A Community Devoted to the Preservation and Practice of Celestial Navigation and Other Methods of Traditional Wayfinding
From: Frank Reed
Date: 2018 May 15, 13:12 -0700
Lu, you wrote:
"I was in Bermuda 30 years ago and I distinctly remember IALA-A buoyage" and
"But I just looked at some on-line charts of Bermuda and it appears as if they have switched to IALA-B."
I think that could fall under the transitional period for an international agreement like this. The IALA rules were completed around 1976?? And the agreement was supposed to begin taking effect in 1980? Or 1982? I know only the most basic history of this. Of course at that time, this was only an agreement on paper --one that would have to be implemented in each legal jurisdiction, and that would take time. Does anyone know how long it took for the rules to become reliable? Bermuda, being a British territory, would seem to fall naturally under British maritime customs. But since it's close to the USA and since a majority of vessel and boating traffic was probably US-related by the late 1970s, presumably it made sense to switch to the IALA-B (Americas+) standard. After the agreement was confirmed, various local authorities would have announced their plans to conform to the new system within some time period. I wouldn't be surprised if Bermuda waited until 1985 or 1990 or even later to complete the transition. And I wonder how long there were prominent notices on display annoucing the changes... I did find one reference stating plainly that Bermuda was using the IALA-B "red right returning" standard as early as 1986. See attached.
Alternate theories: 1) you and your boatmates were having a whole lot of fun and sailed up the wrong side of every channel. 2) it was forty years ago nor thirty (and thus before the agreement). 3) you missed Bermuda and visited the Azores. Did you happen to notice a lot of Portuguese accents while "visiting Bermuda"? ;)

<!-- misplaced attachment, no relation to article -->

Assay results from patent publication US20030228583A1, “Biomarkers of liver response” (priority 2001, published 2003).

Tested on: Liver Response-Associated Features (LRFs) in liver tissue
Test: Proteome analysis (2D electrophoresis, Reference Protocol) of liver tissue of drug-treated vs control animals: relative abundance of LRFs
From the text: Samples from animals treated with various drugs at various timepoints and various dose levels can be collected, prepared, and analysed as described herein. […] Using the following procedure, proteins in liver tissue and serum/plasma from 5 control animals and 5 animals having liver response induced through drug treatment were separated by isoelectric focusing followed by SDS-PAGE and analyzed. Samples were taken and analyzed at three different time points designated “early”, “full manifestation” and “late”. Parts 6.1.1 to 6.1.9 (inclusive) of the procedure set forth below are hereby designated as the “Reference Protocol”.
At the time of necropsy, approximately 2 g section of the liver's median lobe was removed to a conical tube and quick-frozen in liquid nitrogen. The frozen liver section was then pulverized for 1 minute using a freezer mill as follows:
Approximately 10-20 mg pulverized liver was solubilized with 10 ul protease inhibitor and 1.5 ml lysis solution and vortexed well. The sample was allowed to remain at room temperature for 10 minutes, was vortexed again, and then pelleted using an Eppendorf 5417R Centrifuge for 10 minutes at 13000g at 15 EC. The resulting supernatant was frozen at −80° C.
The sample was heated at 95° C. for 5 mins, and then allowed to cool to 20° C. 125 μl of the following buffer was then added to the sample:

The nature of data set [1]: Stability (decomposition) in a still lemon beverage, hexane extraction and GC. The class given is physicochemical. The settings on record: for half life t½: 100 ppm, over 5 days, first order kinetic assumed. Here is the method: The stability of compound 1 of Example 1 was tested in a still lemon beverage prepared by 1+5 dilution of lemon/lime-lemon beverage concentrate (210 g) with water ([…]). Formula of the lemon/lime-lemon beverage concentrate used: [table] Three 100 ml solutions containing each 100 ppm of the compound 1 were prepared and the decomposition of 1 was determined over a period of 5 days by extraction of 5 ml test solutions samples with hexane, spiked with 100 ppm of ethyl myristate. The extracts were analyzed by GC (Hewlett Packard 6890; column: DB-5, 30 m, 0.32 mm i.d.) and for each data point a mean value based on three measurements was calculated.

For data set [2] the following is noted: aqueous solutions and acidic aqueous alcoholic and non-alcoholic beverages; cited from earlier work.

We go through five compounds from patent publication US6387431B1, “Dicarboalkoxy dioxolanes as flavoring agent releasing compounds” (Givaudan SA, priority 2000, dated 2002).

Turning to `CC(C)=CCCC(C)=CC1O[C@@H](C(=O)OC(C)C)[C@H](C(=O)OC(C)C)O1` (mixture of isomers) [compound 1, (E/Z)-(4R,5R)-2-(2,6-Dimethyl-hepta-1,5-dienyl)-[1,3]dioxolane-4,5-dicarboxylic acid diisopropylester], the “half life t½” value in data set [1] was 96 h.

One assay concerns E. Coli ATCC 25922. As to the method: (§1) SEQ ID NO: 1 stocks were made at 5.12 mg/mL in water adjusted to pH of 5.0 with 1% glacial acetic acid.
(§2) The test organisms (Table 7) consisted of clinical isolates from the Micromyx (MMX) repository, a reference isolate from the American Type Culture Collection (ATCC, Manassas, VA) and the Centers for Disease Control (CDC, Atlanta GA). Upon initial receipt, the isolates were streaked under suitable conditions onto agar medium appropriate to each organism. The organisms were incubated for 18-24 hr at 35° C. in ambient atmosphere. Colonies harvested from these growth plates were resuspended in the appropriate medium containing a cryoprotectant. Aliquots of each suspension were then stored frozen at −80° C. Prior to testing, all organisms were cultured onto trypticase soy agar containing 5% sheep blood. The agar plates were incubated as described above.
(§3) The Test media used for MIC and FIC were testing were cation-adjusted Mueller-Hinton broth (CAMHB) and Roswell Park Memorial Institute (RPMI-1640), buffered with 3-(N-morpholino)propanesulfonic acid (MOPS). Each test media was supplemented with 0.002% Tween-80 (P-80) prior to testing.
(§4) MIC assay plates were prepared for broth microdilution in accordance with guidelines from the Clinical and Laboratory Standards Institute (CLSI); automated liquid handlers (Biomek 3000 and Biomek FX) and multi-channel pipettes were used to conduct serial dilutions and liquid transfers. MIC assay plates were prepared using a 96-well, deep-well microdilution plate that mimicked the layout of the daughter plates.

While we're here, and since I know so little about these regulations and agreements, can anyone confirm my "guess" regarding the Asian countries that use the primarily American buoyage rules (IALA-B): was this because these were areas whose maritime infrastructure was rebuilt by the US Navy and USCG, and thus on standard American "red right returning" rules, after the Second World War? The list includes Japan, Korea, the Philipines, and Taiwan (?). Or did Imperial Japan use a nearly identical standard pre-war?
PS: Here in Rhode Island, the local highways are finally being forced to conform to the national US standard on exit-numbering. Today, if you drive up I-95 from the Connecticut border, you will pass exit 1, then some miles later exit 2, miles after that exit 3, then a sign (no exit 4), and then exit 5, and so on. In most of the US on the interstate highways, exit numbers correspond to mileage. Of course, once you change the exit numbers, you need little signs that say "formerly known as exit..." and these will last for years. Pennsylvania switched all their exit numbers back in 2001 (if my Internet-backed memory is correct), but they had those "formerly" signs up as recently as five years ago in some locations. I wonder if Bermuda has "red right returning now in effect" signs dating back to the 1980s...